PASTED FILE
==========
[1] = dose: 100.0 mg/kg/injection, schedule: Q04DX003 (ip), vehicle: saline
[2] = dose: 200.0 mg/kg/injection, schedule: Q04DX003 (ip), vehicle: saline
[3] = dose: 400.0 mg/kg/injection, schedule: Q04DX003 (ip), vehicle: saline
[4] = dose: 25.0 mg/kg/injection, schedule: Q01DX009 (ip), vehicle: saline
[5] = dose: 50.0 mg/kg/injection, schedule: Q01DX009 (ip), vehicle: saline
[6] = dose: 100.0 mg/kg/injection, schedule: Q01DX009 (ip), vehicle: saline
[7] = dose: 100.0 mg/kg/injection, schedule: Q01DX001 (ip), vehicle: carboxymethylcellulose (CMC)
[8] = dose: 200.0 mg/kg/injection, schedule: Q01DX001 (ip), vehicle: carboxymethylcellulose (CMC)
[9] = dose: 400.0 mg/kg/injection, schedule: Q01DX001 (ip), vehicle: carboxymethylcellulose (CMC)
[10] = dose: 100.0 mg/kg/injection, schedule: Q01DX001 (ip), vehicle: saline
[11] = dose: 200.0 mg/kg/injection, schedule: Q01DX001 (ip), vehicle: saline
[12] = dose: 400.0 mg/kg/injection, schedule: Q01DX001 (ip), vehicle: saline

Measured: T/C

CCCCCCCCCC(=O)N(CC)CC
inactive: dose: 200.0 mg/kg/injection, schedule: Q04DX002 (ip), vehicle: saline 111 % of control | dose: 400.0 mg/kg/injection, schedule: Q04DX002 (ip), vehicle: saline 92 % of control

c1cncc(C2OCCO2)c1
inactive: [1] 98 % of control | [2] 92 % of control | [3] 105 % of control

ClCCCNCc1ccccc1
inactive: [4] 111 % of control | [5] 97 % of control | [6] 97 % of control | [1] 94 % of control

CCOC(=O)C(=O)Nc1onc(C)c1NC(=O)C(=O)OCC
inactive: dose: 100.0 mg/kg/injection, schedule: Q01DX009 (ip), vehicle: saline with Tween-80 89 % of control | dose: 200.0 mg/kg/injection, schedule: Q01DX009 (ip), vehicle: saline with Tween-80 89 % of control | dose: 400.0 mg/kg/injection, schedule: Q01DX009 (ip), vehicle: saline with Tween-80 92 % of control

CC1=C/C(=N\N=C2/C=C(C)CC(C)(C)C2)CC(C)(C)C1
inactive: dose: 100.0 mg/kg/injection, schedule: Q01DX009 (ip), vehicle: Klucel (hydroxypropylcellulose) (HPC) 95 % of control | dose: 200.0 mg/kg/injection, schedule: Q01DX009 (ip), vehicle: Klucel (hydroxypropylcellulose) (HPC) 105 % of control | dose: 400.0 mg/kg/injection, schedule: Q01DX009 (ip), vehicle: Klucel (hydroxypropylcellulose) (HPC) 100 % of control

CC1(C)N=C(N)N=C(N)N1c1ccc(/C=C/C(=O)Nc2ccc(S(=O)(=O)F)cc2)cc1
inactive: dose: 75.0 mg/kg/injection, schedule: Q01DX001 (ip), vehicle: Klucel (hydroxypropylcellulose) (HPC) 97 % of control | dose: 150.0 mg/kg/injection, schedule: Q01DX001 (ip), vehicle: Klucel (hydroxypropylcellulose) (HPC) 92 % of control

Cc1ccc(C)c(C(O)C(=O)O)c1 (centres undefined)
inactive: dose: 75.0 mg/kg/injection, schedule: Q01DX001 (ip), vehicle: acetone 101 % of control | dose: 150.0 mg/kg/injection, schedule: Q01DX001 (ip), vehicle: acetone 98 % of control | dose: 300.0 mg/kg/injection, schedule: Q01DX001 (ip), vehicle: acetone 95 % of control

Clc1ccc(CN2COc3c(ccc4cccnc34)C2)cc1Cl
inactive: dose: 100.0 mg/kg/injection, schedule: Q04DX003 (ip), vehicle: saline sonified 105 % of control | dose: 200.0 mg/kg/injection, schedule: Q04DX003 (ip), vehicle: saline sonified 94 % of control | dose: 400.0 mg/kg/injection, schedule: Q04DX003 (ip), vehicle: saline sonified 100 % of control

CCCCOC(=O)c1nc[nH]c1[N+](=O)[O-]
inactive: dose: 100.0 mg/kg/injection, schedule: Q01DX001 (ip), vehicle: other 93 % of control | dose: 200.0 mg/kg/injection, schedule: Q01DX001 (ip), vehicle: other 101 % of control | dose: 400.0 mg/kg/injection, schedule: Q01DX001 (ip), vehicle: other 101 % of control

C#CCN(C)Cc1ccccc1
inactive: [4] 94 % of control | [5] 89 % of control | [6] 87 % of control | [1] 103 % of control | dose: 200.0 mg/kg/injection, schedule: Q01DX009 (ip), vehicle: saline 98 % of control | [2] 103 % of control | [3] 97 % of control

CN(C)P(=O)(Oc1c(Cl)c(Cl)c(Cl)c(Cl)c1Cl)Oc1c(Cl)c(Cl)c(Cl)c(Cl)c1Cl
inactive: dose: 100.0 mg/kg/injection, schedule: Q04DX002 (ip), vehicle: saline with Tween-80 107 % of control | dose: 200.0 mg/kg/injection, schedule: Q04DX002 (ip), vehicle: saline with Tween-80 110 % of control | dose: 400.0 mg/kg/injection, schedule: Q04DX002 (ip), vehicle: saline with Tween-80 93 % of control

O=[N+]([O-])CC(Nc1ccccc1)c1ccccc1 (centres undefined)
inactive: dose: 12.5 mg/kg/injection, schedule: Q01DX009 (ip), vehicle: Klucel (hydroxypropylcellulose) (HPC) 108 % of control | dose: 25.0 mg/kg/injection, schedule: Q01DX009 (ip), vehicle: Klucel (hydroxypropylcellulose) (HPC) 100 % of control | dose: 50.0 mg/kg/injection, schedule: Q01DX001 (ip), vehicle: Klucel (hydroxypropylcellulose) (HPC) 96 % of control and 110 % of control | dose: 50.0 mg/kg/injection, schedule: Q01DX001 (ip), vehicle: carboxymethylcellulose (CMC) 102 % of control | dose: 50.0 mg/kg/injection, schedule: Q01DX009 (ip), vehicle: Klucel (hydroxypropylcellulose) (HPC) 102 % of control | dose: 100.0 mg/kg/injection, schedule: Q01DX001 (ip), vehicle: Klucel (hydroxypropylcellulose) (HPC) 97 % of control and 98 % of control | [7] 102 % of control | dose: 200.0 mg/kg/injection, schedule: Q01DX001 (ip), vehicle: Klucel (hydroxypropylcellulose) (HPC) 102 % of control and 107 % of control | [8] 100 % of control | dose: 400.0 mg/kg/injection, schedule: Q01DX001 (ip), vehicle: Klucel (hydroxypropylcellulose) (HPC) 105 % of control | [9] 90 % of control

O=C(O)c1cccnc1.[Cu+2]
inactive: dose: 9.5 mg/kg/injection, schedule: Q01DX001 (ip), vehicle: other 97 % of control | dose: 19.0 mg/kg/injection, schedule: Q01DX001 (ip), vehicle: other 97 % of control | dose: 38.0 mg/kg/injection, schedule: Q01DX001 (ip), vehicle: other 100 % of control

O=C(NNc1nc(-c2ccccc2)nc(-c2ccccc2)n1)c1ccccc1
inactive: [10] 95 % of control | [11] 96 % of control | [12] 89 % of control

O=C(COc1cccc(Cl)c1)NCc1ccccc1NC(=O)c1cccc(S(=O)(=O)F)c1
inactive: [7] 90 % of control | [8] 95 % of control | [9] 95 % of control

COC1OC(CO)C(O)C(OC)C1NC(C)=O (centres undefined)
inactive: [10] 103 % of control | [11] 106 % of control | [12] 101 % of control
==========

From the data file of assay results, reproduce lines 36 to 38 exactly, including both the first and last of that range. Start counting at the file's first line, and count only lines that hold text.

O=[N+]([O-])CC(Nc1ccccc1)c1ccccc1 (centres undefined)
inactive: dose: 12.5 mg/kg/injection, schedule: Q01DX009 (ip), vehicle: Klucel (hydroxypropylcellulose) (HPC) 108 % of control | dose: 25.0 mg/kg/injection, schedule: Q01DX009 (ip), vehicle: Klucel (hydroxypropylcellulose) (HPC) 100 % of control | dose: 50.0 mg/kg/injection, schedule: Q01DX001 (ip), vehicle: Klucel (hydroxypropylcellulose) (HPC) 96 % of control and 110 % of control | dose: 50.0 mg/kg/injection, schedule: Q01DX001 (ip), vehicle: carboxymethylcellulose (CMC) 102 % of control | dose: 50.0 mg/kg/injection, schedule: Q01DX009 (ip), vehicle: Klucel (hydroxypropylcellulose) (HPC) 102 % of control | dose: 100.0 mg/kg/injection, schedule: Q01DX001 (ip), vehicle: Klucel (hydroxypropylcellulose) (HPC) 97 % of control and 98 % of control | [7] 102 % of control | dose: 200.0 mg/kg/injection, schedule: Q01DX001 (ip), vehicle: Klucel (hydroxypropylcellulose) (HPC) 102 % of control and 107 % of control | [8] 100 % of control | dose: 400.0 mg/kg/injection, schedule: Q01DX001 (ip), vehicle: Klucel (hydroxypropylcellulose) (HPC) 105 % of control | [9] 90 % of control

O=C(O)c1cccnc1.[Cu+2]